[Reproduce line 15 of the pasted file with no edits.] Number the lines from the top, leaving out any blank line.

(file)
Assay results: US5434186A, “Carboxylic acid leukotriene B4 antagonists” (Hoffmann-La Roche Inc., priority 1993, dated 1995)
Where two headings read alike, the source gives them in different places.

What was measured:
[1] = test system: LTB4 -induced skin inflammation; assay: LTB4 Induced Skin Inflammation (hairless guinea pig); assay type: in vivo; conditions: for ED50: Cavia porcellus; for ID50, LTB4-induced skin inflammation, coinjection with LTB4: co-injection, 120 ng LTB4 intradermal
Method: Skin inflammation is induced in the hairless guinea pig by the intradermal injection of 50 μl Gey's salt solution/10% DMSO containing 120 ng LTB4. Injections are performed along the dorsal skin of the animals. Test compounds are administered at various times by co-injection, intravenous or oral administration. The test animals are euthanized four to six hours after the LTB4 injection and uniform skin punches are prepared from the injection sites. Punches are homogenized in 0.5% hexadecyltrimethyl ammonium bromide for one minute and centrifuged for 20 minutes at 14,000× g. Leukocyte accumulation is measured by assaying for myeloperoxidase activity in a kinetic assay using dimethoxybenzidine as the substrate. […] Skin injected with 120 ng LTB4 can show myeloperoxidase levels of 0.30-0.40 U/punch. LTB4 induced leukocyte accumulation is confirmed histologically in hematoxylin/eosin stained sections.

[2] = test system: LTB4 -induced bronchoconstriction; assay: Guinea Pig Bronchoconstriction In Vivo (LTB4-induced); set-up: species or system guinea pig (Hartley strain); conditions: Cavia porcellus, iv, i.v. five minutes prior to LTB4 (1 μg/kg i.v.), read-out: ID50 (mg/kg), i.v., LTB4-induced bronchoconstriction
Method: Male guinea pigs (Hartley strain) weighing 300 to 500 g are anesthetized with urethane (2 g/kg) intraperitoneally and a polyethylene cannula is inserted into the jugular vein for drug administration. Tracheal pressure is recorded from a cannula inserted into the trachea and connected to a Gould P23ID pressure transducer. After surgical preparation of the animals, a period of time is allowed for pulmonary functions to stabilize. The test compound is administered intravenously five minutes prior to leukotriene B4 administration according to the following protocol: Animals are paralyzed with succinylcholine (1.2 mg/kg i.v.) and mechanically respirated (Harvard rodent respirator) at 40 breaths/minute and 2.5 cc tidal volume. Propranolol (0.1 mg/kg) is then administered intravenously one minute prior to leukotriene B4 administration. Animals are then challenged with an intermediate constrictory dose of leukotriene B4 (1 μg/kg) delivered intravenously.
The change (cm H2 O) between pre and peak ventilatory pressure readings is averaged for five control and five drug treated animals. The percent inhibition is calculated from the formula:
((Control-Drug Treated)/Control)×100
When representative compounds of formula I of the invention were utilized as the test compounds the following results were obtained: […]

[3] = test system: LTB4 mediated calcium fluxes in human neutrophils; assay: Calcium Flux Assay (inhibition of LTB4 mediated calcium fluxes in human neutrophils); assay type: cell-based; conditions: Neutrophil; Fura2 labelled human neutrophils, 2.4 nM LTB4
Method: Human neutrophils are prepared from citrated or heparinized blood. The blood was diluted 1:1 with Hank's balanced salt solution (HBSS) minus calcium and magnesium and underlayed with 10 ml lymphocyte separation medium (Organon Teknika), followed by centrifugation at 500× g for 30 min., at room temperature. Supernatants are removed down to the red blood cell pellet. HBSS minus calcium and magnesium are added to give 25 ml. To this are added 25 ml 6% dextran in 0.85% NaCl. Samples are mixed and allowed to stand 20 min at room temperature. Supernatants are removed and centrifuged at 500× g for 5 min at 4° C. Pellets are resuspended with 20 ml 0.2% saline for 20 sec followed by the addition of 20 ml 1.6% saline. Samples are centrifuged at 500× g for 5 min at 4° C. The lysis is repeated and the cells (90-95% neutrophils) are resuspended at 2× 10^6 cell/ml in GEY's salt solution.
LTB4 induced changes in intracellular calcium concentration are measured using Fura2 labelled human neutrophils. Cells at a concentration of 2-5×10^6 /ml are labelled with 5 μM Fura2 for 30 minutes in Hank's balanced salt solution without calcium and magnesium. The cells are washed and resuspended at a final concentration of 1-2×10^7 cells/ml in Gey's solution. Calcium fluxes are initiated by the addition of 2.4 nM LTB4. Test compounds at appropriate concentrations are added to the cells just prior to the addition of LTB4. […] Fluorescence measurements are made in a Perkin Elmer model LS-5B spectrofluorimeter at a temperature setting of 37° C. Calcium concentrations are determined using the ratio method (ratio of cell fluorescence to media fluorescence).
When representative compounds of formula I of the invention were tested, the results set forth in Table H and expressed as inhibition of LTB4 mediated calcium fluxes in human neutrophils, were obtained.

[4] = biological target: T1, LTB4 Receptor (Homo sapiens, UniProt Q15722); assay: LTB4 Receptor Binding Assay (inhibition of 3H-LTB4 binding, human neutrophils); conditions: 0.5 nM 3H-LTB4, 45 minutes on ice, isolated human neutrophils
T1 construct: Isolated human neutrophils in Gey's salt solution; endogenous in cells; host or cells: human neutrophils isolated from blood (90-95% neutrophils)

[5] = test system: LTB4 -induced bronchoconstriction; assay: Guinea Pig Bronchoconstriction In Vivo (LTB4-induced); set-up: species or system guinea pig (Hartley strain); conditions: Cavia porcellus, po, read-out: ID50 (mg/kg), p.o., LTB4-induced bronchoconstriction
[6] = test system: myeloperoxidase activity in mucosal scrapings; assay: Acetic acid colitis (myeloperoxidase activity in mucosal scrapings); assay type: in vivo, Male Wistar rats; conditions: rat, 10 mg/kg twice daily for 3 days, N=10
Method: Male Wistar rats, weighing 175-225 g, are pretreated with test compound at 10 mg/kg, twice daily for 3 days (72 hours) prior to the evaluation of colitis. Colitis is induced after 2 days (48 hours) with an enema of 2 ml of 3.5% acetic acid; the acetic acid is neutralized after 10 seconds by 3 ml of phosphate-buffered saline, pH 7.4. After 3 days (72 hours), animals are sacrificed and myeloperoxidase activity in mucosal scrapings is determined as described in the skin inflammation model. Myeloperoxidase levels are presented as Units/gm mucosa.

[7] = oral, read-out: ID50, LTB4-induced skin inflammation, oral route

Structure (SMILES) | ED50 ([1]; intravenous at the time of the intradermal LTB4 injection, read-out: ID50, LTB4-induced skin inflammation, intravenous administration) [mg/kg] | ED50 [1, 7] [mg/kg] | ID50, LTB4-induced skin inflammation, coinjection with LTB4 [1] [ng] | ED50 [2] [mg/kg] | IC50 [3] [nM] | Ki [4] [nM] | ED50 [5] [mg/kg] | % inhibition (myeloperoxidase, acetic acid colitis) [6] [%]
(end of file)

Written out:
[4] = biological target: T1, LTB4 Receptor (Homo sapiens, UniProt Q15722); assay: LTB4 Receptor Binding Assay (inhibition of 3H-LTB4 binding, human neutrophils); conditions: 0.5 nM 3H-LTB4, 45 minutes on ice, isolated human neutrophils